Barrick built its own 116MW power plant in Storey County, touting it at its 2005 grand opening as something that could save the company $10 for every ounce of gold it produced.

The exit strategy didn’t get much more attention until 2014, when data center company Switch attempted to use the process to leave NV Energy and start buying 100 percent renewable power out on the open market. The Public Utilities Commission initially denied the request.

A subsequent lawsuit shows how the company felt wronged during the process, both by the utility and the PUC. The company has now left after agreeing to pay a $27 million exit fee.

While NV Energy’s Caudill says the company fought tooth and nail to keep its major customers in recent years, the bleeding has continued: MGM is paying an $86.9 million fee and Wynn Resorts is paying $16 million to leave, while Caesars plans to pay a $44 million exit fee.

Caudill said that the utility had “excellent relationships” with companies that decided to leave NV Energy, saying the large fees helped limit the impact on other ratepayers.

“We’ve said all along that the state needs these companies to be healthy, big taxpayers, and so we’re going to support them in whatever decision that they make,” he said.

The ballot measure

Filed in February 2016, the ballot question that was eventually named Question 3 was mostly supported by three of Nevada’s largest companies — Switch, MGM and the Las Vegas Sands, who combined gave $3.4 million to support the measure.

While the group supporting the ballot measure, Nevadans for Affordable Clean Energy Choices, stressed their desire to “give consumers the option to purchase renewable energy and lower overall energy costs,” the companies backing the initiative had another reason to want to break up the monopoly — all three companies have attempted (with varying levels of success) to break free from NV Energy through PUC proceedings.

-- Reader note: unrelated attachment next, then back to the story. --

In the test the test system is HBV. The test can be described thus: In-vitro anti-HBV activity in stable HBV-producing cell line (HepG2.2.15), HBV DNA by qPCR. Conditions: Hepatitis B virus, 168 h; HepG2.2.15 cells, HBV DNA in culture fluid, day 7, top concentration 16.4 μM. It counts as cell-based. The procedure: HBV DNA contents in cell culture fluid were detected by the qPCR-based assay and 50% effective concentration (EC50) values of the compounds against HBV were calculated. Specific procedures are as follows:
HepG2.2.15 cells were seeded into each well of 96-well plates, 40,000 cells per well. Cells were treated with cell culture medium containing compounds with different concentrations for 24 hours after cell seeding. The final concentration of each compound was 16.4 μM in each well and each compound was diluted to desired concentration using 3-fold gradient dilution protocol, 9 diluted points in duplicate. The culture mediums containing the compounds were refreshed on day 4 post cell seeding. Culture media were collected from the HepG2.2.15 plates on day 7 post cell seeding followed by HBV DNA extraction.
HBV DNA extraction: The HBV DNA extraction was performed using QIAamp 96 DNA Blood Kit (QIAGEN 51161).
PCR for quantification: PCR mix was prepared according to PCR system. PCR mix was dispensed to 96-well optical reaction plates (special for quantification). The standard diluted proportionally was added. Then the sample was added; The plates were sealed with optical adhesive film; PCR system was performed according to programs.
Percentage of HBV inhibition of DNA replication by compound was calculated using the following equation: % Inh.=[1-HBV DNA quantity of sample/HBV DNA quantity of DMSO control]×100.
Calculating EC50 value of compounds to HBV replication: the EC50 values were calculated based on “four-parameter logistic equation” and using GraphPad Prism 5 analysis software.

The only organized opposition to the measure came from the “No Handouts to Billionaires” PAC, a mostly labor-backed group that raised around $910,000 to fight the initiative.

Their efforts were unsuccessful. Question 3, which flew mostly under the radar as gun background check and recreational marijuana ballot measures captured the public interest, passed by a 44-percentage-point margin in November. It was the largest margin of victory for a ballot question in state history, and while it still needs to pass again in 2018 to be amended into the state’s Constitution, its popularity in 2016 means it’s unlikely to be defeated unless something drastically changes.

NV Energy stayed and officially remains neutral on the measure, with Caudill saying that picking a political battle was the wrong path to take.

“Had we come out early, and tried to fight it, we probably wouldn’t be viewed the same way we are today,” he said. “So I think long term, it’s still the right strategy.”

Challenges of going into open market

While at least 15 states have adopted a “retail choice” market over the past two decades, mostly in the northeastern part of the country, none of their processes are an exact template for much-smaller Nevada.